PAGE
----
It would seem that the website order tracking system isn't working at all. And whatever system is used by the customer service agents isn't worth much either. I have to think that the calls I made probably ate any margin that they had in doing the repair, if there was any margin to begin with.

Oh well, I am back in business and that's all that matters.


Apparently a lot of people are up in arms both for and against the implementation of this. As I am not a heavy trafficked site or even a lightly commented site I don't get this. If I comment on someone's site its because I have something to say. I could give a rip if it changes my google or yahoo or whatever ranking.


One of the really cool things about working at an exciting startup like was getting to meet a bunch of really entrepreneurial people who are ambitious and smart. Many of us have gone on to do our own thing, including of course Michael Robertson with Linspire and Sipphone.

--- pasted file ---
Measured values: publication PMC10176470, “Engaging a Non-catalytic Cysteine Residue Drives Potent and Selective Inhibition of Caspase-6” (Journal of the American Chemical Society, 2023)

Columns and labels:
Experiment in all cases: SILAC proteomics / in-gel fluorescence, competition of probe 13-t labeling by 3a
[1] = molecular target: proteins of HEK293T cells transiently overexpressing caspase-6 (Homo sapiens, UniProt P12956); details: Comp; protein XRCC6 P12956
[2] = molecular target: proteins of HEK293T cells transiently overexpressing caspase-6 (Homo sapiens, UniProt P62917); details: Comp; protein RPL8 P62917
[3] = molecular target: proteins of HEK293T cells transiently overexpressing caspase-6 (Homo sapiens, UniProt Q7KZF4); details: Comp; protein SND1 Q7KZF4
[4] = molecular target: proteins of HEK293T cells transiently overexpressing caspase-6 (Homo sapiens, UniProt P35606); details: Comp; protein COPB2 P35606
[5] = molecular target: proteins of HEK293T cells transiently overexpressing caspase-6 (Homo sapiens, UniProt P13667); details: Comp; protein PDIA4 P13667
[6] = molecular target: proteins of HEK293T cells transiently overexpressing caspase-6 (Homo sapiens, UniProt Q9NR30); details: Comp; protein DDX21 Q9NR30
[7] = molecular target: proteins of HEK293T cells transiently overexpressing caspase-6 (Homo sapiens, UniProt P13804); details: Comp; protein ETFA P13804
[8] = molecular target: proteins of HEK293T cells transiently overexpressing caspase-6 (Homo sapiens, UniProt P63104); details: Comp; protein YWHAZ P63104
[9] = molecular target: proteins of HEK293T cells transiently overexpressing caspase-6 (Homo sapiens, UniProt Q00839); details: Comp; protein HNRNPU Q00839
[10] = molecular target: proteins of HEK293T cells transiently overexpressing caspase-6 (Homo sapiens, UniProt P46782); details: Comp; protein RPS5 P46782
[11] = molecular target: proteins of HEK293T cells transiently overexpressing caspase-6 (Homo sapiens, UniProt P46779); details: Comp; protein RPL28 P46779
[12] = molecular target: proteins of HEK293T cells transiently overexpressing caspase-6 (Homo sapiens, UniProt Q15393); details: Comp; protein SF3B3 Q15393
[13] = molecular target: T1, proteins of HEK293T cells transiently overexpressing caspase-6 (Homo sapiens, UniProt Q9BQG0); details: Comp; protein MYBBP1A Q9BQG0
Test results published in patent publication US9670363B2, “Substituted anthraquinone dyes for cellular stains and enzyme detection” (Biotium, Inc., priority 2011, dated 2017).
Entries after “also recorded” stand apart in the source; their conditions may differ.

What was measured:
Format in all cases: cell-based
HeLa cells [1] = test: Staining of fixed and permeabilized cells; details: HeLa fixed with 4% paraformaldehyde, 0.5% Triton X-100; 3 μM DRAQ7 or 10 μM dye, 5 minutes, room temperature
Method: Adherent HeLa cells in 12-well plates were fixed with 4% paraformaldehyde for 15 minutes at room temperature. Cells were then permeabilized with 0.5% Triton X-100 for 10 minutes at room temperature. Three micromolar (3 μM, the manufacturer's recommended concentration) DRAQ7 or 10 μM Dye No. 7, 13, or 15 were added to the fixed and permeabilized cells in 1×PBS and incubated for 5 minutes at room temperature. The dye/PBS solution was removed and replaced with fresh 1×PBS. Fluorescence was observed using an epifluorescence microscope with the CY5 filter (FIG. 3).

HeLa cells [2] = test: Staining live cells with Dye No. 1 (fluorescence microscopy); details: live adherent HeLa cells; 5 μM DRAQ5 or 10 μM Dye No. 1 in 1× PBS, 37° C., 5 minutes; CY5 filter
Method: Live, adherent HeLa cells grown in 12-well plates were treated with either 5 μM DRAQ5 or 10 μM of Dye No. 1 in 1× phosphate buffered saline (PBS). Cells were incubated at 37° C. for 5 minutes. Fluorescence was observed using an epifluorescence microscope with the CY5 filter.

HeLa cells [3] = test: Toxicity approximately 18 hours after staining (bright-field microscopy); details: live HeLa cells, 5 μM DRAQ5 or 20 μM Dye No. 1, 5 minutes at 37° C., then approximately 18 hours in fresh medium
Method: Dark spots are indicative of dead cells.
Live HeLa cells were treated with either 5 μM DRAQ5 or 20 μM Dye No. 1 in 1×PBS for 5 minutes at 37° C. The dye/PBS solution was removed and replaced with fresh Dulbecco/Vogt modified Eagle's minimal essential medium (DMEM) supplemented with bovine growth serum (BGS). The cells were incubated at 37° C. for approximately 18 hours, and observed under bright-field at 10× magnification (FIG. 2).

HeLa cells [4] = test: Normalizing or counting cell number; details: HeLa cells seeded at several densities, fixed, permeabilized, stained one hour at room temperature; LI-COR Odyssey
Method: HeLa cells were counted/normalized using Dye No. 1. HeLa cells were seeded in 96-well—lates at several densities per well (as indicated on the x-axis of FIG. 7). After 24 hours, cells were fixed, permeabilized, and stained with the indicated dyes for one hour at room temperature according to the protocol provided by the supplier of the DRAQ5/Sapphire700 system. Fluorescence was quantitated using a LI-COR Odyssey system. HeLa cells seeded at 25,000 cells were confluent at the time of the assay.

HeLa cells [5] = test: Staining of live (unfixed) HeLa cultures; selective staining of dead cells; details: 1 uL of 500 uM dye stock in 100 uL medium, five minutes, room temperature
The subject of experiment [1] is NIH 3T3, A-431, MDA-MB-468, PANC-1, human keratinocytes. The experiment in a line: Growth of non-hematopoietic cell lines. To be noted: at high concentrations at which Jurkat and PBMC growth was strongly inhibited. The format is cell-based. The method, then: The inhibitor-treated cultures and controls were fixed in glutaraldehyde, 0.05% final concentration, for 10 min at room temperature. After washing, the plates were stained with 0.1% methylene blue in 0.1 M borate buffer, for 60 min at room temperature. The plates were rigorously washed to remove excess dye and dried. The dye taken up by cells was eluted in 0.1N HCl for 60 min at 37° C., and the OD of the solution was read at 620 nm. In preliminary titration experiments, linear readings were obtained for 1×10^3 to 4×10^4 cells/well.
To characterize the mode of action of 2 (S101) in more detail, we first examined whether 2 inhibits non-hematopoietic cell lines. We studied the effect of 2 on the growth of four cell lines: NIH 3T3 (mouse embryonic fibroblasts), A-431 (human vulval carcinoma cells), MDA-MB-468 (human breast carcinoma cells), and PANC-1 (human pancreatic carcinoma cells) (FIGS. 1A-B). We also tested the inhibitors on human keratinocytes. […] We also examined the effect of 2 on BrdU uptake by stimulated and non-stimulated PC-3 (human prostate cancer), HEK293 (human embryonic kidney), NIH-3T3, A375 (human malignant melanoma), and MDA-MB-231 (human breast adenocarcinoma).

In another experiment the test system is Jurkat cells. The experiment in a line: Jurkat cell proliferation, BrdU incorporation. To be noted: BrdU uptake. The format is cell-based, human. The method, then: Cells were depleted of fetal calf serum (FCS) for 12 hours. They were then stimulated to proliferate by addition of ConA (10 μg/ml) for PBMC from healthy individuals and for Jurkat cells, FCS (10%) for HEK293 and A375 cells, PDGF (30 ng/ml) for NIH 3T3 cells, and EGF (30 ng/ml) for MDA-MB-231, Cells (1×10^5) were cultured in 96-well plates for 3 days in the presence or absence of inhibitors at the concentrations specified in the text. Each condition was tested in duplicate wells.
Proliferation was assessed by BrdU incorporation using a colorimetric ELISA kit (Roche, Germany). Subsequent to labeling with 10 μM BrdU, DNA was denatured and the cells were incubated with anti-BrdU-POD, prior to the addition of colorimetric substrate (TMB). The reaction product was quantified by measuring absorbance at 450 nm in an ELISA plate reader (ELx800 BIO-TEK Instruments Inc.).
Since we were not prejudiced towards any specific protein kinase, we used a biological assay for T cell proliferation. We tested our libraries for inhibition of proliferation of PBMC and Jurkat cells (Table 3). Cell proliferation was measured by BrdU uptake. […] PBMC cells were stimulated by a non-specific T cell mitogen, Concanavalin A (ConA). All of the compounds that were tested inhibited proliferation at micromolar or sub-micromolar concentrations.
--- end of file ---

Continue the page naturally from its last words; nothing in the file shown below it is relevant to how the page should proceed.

A group of the smartest engineers that I knew fairly well (Joshua Stephens, Brian Degenhardt, and Tristan Degenhardt) went on to found a company called Four Loop. They started out doing a variety of consulting gigs and ultimately decided to create a VOIP product that is built upon asterisk. The product is called Switchvox. We are currently testing it as a beta customer and I think its really cool. I have never set up a PBX, but it works really well and we have a really fun configuration. We have a Vonage line coming out of our router into a cheap Dell box that is running their software. I currently access my phone line via a softphone on the desktop PC I am using. I haven't gotten very far yet, but if you want a giggle dial our office at (858)964-5119.